The family reunion for the owners of the Jelly Belly Candy Company quickly turned tragic with one of the world’s most recent deaths by a World War II-era tank.
Candy is the day job of Herman Rowland Sr., chair of the board at the Jelly Belly Candy Company. But the jelly-bean mogul has made a passion project of restoring old military vehicles at the American Armory Museum, aka the “Tank Barn,” his personal showroom in Fairfield, California.
It was at the Tank Barn that Dwayne Brasher—husband to Rowland’s daughter, Jelly Belly CEO Lisa Brasher—ran over a man named Kevin Wright with a tank last August, orphaning his two daughters, Wright’s family says in a new lawsuit. The suit, filed on May 11 in a California Superior Court, accuses Rowland and Brasher of negligence resulting in wrongful death, one that deprived the Wrights of a family provider.
Brasher, Rowland, and Jelly Belly did not answer requests for comment by press time.
Tanks are difficult to drive—especially without experience. And operating a World War II-era 1944 M5 tank is presumably even more difficult.
“Defendants had a duty to train and supervise the persons operating the M5 tank and to lend their World War II vehicles only to individuals with sufficient knowledge to drive them so as to ensure they would be operated safely,” the lawsuit claims.
But Brasher, Rowland’s son-in-law, had no tank training, the suit alleges. To compensate for his lack of experience, Brasher allegedly asked Wright—a contractor employed to help maintain and move the Tank Barn’s vehicles—to hop aboard the antique war rig.
“Said defendants had a further duty to ensure that the vehicles had proper safety features such as seat belts and hand rails which could be used by passengers to ensure their safety during use,” the suit reads.
Rowland was in the process of modifying one of his antique tanks to fire Jelly Belly candies, according to Fairfield, California’s Daily Republic newspaper. He had already reconfigured a cannon to shoot bags of jelly beans, as The Wall Street Journal reported in 2014.
But despite his penchant for sweet upgrades, the Jelly Belly chair had allegedly neglected to add safety features to his tanks. “Yeah, there are no seat belts,” Peter Alfert, a lawyer representing Wright’s father and two daughters, told The Daily Beast.
On that fateful day, Wright took a seat facing backwards next to Brasher—a position that allegedly prevented him from seeing upcoming bumps in the road. Alfert says this seating arrangement should have been a red flag for Brasher. “An operator of a vehicle shouldn’t drive it if anyone’s in a dangerous position on it,” Alfert said.
That didn’t stop the pair from setting out from the Tank Barn and piloting the retired weapon down a path and over a low embankment installed “for the express purpose of creating an obstacle for vehicles such as the tank to navigate while being driven on the Premises,” the lawsuit alleges.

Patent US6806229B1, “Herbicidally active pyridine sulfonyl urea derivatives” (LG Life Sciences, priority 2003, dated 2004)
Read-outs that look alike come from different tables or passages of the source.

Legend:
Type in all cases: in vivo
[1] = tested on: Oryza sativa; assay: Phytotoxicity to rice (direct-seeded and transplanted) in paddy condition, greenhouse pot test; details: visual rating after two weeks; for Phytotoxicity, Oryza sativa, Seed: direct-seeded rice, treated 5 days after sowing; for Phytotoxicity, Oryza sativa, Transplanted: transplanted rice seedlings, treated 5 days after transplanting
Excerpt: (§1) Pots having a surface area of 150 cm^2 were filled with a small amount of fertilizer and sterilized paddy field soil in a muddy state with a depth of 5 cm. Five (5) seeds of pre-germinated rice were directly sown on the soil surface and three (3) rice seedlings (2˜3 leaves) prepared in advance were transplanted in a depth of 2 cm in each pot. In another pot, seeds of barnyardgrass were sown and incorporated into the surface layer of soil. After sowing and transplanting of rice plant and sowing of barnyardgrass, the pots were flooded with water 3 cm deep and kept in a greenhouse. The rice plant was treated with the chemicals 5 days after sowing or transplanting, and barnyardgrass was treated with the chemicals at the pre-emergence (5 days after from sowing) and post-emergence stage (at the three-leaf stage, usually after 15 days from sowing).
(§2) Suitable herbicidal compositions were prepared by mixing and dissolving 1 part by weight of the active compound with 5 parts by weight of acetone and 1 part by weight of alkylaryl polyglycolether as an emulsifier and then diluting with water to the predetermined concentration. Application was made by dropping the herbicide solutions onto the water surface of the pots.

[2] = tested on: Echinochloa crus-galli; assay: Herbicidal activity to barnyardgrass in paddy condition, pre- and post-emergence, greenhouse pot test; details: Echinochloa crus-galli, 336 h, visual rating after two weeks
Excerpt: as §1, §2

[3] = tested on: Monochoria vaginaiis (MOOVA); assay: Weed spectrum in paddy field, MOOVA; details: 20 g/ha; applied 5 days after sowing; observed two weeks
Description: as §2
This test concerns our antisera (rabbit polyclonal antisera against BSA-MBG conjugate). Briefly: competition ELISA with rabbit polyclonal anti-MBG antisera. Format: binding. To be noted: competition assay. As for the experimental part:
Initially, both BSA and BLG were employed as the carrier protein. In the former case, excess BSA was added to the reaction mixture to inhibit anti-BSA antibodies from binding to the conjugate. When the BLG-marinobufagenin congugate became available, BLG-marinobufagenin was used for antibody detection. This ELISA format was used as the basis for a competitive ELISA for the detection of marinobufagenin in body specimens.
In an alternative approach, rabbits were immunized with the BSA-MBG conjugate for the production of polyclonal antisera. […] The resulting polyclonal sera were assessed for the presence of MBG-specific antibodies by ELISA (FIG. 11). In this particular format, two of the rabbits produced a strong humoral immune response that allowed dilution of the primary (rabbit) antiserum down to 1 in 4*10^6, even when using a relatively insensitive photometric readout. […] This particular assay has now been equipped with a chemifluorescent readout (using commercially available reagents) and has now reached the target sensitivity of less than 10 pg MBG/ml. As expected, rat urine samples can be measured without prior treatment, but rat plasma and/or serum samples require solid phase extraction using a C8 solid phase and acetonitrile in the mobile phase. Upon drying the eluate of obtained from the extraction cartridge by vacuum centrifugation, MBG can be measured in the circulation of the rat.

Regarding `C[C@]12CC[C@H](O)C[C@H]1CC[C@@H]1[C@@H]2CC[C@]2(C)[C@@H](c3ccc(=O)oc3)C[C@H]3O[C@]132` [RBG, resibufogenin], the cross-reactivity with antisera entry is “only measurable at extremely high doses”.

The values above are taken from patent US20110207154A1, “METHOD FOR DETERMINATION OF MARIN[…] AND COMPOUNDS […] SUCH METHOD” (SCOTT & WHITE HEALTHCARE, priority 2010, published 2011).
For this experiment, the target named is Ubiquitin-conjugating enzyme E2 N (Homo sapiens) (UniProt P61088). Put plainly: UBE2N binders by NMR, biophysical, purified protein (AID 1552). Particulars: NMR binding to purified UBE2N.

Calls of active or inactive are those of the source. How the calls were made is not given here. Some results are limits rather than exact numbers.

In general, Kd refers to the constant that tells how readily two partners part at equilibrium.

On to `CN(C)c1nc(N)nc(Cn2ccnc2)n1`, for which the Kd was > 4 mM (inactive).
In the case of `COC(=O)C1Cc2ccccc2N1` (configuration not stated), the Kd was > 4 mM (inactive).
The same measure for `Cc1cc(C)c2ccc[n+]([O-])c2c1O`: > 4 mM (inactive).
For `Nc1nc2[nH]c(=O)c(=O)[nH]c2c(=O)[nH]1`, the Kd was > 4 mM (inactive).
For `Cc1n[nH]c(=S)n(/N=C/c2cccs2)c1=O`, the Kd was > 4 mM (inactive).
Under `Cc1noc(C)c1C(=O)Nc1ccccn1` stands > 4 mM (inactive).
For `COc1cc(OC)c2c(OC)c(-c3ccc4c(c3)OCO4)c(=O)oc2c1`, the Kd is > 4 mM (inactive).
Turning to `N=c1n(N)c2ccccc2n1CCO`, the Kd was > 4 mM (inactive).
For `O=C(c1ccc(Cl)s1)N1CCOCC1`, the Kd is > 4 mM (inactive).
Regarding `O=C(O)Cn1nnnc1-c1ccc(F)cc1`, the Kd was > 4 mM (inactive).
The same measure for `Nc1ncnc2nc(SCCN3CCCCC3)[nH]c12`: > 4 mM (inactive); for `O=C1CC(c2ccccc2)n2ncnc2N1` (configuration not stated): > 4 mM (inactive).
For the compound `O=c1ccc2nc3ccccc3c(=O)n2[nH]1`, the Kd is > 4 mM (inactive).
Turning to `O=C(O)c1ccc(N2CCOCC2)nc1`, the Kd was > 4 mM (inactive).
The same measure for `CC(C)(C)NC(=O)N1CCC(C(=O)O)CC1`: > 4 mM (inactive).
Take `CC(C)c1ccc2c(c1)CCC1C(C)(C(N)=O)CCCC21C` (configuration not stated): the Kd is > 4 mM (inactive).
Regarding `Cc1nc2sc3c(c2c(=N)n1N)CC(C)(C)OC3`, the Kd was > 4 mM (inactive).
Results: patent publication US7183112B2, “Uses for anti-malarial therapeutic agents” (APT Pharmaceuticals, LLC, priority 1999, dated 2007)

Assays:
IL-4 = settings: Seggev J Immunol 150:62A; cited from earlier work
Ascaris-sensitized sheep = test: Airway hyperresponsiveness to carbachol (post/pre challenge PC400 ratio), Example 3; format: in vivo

During the joyride, Wright was thrown from the tank, run over by the vehicle’s right track, and killed.
Immediately after the incident, the Rowland family announced that it was seeking “intensive counseling” for anyone who witnessed Wright’s death, the LA Times reported. But three members of Wright’s family say they are still keenly suffering the loss.
Wright was the only surviving parent to his two daughters, ages 22 and 24, their mother having died in 2009. While both young women were financially independent of Wright at the time of his death, the pair are suing for their father’s funeral costs and loss of care. Wright’s father, George, meanwhile, depended on Wright’s income, according to the lawsuit.
“George is 80 years old, and he was dependent on [Wright]. They lived together and the adult son took care of his father,” Alfert said. “There’s an economic component where the father now has to go out into the marketplace and pay for someone to provide services his son had previously provided.”
This is the first reported incident at Rowland’s Tank Barn, where the Jelly Belly don once told The Wall Street Journal that he “plans to take customers out for rides.” But it’s hardly the first time a World War II tank has been involved in a fatal accident in the 21st century. Two Oregon residents were killed in October when they drove a vintage tank to a firing range, where it exploded.
“Our hearts and prayers go out to his family,” Rowland told the LA Times in August. “We will do everything in our power to help them get through this enormous loss... Many of my family members have been inconsolable since the accident. There are no words to describe the grief we are experiencing.”